• Syrio Forel. His scene gets a Bolivian Army Ending where he engages the fully armored Meryn Trant. Trant is later shown alive and well, and Arya later says that Syrio's dead, but since the audience never sees him die, they don't believe it. Seeing as Trant would likely be too proud to admit that Syrio might have escaped him and as of the Season 5 finale Arya's ensured that he'll never be able to admit it, the show doesn't seem like it will address the issue anytime soon.
    • Benjen Stark. His riderless horse came back, but there's no word about him. He officially came back in Season 6 by aiding Bran and Meera against a pack of Wights. After revealing his identity, he tells them that he and his accompanying riders engaged the White Walkers, and was stabbed by one and left to turn. Luckily, the Children of the Forest found him before that could happen.
    • Sandor Clegane. Although the plot point suggesting he actually did survive was Adapted Out, many are still hoping he'll be back in order for a duel with his brother Gregor to occur. And lo and behold, the Hound returns in Season 6, saved by a traveling septon.
    • Regardless of the actor and the producers' statements, many fans (including the non-book viewers) are not buying for a second that Jon Snow is dead. Not only are there several possible workarounds for his death, but his fate in the last book is left ambiguous. On top of the In-Universe fuel, there's the behind-the-scenes evidence as well. Helping this is that the producers stated right at the start of the show that what got them the job was correctly guessing Jon's parents, which would be quite the odd decision if that fact doesn't actually matter to the story at all. Adding more fuel is that Kit Harrington and Carice van Houten just happened to be filming completely unrelated projects at the exact same place and time right around the time filming started on Season 6. He's brought back to life in the second episode, in a textbook case of It Was His Sled.
    • With the Season 6 finale, many fans are hoping this is the case with Margaery Tyrell despite the fact that she is shown moments before the Sept explodes and the blast radius of the Wildefire would render an escape moot. But her death isn't directly shown leading some people to still hope. A very popular fan theory that has emerged is that the Margaery Tyrell who died could be a faceless man hired to save Loras and kill the High Sparrow. Said faceless man would've been hired by Mace in Braavos back in S5's finale as things had begun to go to hell already. The real Margaery is chilling in Highgarden and plotting her revenge against Queen Cersei. Possibly Jossed, given that, as of Season 7, Episode 3, the Lannisters took Highgarden.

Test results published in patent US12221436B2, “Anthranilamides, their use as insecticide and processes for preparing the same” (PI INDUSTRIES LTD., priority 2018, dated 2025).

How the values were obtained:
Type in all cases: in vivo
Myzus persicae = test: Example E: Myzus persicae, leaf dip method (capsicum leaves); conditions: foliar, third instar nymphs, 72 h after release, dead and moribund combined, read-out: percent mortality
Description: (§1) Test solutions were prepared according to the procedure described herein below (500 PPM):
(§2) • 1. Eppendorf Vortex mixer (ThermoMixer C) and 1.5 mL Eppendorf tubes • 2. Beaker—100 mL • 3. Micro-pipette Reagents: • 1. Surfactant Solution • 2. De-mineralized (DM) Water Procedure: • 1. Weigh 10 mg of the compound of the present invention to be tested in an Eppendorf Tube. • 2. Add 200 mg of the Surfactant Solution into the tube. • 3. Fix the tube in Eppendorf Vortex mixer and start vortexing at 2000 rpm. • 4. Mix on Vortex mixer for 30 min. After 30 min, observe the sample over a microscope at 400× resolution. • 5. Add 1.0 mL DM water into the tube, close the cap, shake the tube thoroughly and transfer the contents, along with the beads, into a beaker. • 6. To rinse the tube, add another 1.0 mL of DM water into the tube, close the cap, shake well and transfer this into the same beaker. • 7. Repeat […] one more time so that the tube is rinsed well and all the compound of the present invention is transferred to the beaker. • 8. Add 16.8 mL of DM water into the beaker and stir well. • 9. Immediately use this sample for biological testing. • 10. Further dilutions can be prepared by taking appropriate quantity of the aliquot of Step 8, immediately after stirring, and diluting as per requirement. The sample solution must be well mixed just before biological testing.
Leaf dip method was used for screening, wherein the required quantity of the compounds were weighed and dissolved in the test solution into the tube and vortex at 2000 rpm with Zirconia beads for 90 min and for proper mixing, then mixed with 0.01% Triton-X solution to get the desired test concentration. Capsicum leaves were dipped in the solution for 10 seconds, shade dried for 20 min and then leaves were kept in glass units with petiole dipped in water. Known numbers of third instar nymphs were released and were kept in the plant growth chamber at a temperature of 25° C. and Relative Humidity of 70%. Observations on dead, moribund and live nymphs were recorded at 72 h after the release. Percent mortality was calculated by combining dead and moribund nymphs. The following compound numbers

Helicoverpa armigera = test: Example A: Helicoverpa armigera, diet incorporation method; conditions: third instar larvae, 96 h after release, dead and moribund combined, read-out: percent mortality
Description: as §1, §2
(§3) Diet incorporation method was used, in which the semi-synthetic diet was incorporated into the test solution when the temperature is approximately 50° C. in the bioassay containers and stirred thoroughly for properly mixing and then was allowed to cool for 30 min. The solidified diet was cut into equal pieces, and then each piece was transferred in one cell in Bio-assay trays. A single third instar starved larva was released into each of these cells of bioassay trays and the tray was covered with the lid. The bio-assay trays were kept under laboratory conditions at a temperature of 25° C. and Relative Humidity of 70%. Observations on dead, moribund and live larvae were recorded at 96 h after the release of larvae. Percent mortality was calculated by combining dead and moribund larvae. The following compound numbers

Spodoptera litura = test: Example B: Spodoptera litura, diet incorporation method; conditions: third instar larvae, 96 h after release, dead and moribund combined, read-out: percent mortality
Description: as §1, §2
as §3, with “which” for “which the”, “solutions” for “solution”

• Viewers are skeptic of Blackfish’s offscreen death in "No One" after some random Lannister mook informed Jaime about it. Considering that in the books he escaped by jumping off to the river and swam his way out when Riverrun was seized, some viewers believed that he faked his death and escaped the same way he did in the books.
    • In the Season 7 finale, Fans are desperately hopeful that Tormund and Berric survived the destruction of the Wall overlooking Eastwatch since they are not seen perishing onscreen. It's not out of the question, assuming they made it far enough west to avoid the collapsing section. For what it's worth, the last shot of them is them watching the Wall collapse just short of where they're at.
  • Hilarious in Hindsight: Has its own page.
  • Hollywood Homely:
    • Brienne of Tarth is called Brienne the Beauty as an Ironic Nickname because she's supposed to be ugly. Gwendoline Christie isn't uglied up much beyond a few facial scratches and men's clothing/armor. It's apparently a case of Adaptational Attractiveness, and the nickname has more to do with her being a woman.
    • Plenty of Walder Frey's (grand-)daughters, especially those who don't get put forward by his snarky comments, are mostly uglied up with unflattering clothing and greased hair.
    • They also tried giving Obara Sand a mannish-appearance, which is consistent with how she's described in the books, but Keisha Castle-Hughes is actually rather pretty. The biggest indicator is that she's Ms. Fanservice in many of her pre-Thrones roles.
  • Ho Yay: Has its own page.
  • I Am Not Shazam:
    • The book series upon which the show is based is called A Song of Ice and Fire. The title of the show is taken from the title of the first novel in the series, A Game of Thrones. New printings of the book series have "Game of Thrones, The Hit Original Series From HBO" stamped on them now, anyway.
    • A lot of show-only fans seem to be under the impression that "Khaleesi" is Daenerys Targaryen's actual name instead of one of her titles.
  • Idiosyncratic Ship Naming: "The Bear and the Maiden Fair" for the budding romance between Tormund and Brienne in Season 6.
  • Idiot Plot: